My first experience with the dizzying world of lighting was at age 16, when my parents bought an aging English Tudor home to replace their three bedroom ranch. Though my thoughts were firmly centered on more exciting subjects like boys, the Beatles, and talking on the phone, I was conscripted to venture where no young girl would go of her own accord: a lighting supply store.
The shop was blinding, hot, and chaotic. Crammed from floor to ceiling with everything from sparkling chandeliers to lava lamps, it was a fun house on steroids, the kind of fun only a new homeowner could enjoy–and I was not. I wandered. I craned. I cringed. Although I am sure my mother emerged from the experience with many things crossed off her “to do” list, what I remember is getting my first headache, an affliction I was advised I was too young to have.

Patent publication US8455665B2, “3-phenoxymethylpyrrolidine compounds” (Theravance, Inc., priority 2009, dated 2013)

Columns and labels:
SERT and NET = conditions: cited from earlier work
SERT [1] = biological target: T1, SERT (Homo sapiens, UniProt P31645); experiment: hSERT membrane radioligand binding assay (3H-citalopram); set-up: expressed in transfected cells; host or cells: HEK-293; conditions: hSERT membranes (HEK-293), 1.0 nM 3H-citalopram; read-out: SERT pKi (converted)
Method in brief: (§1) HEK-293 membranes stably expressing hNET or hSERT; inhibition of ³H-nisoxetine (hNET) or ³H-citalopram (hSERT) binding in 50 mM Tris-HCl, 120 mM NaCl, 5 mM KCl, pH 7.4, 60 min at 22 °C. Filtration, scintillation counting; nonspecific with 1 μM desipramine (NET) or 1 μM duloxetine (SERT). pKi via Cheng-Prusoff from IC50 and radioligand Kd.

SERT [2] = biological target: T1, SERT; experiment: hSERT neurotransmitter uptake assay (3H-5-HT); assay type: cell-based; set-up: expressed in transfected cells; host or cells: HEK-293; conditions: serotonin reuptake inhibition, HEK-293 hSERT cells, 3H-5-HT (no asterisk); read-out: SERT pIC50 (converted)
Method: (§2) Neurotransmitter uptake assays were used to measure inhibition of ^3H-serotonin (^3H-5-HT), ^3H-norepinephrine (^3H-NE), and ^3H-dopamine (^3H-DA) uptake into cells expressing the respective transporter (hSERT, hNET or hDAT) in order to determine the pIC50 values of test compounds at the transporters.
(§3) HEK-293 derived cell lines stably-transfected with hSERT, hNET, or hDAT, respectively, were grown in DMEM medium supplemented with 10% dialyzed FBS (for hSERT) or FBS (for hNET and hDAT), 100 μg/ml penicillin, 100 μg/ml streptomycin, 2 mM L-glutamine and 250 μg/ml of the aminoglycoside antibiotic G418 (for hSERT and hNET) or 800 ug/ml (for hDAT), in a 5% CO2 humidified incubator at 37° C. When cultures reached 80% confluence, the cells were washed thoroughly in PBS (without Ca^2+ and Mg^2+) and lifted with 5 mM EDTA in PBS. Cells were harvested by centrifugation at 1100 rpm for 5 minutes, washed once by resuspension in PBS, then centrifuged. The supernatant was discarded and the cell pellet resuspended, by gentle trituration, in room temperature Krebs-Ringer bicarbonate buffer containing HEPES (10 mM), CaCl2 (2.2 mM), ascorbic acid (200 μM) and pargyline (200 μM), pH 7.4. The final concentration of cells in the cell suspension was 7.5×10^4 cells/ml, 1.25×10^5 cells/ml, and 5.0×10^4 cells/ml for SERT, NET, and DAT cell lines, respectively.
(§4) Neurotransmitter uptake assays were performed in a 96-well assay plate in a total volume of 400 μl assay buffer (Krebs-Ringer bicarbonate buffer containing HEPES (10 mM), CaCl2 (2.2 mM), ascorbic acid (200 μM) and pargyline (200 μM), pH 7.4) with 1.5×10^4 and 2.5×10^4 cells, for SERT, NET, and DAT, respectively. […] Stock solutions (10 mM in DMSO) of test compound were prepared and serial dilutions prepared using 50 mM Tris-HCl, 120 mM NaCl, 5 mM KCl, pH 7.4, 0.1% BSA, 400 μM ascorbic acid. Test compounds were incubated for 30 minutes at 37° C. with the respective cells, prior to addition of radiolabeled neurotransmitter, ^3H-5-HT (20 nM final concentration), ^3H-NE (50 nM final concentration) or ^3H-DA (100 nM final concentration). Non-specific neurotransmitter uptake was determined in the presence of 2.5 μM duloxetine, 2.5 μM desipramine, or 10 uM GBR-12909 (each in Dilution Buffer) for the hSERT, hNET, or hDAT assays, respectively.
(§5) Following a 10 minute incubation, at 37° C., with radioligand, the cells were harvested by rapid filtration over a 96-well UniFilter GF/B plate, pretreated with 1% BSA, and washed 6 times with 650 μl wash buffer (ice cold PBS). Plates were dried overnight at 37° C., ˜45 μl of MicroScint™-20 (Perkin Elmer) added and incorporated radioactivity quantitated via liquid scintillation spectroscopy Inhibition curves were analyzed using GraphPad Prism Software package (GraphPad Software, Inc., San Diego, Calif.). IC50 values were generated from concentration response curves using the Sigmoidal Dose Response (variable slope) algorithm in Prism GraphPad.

My tender soul was no doubt scarred for life by my initial dip into home improvement, yet my early reaction has softened in proportion to my acquisition of homes, focus, and shopping skills. To cull, I have learned, is to conquer, at least when it comes to lights.
Recently, I had an idea what light I wanted, plus an electrician who could install immediately, so I logged on for some quick, virtual shopping. The sites were overstuffed with details; I gave up and called a store. Twenty minutes later, I knew a little about the complications of low voltage, and lots about the clerk’s saga with her own 1890s home.
Perhaps this confirms my teenaged suspicion that even the clerks are being driven mad locked up in those lighting stores, and will gladly talk with anyone to get a grip on reality outside their hyper-brilliant emporiums. More likely, home ownership generates conversation much as angling spawns fish stories. Caught up in worlds of our own making, it is lovely to find that unexpected bridge.